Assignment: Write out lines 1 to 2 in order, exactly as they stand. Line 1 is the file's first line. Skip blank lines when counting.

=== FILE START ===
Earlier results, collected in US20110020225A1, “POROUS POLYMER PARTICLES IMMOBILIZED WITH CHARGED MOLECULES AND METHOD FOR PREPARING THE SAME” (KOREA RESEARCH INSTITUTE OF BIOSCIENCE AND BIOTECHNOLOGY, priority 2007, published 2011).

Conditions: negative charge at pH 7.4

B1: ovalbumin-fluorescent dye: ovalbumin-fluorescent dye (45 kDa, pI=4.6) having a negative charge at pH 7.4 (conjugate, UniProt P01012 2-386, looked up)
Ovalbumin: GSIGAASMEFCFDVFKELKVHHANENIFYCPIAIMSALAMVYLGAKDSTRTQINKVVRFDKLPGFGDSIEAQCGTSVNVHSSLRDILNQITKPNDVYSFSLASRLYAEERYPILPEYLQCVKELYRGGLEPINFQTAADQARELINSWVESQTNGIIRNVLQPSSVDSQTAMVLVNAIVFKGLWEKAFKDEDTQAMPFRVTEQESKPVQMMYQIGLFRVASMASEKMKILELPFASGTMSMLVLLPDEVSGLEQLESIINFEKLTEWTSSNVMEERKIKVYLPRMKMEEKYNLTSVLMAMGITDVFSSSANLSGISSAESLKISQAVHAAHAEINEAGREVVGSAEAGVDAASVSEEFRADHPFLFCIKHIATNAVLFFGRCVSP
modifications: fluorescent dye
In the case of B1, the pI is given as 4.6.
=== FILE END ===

Earlier results, collected in US20110020225A1, “POROUS POLYMER PARTICLES IMMOBILIZED WITH CHARGED MOLECULES AND METHOD FOR PREPARING THE SAME” (KOREA RESEARCH INSTITUTE OF BIOSCIENCE AND BIOTECHNOLOGY, priority 2007, published 2011).

Conditions: negative charge at pH 7.4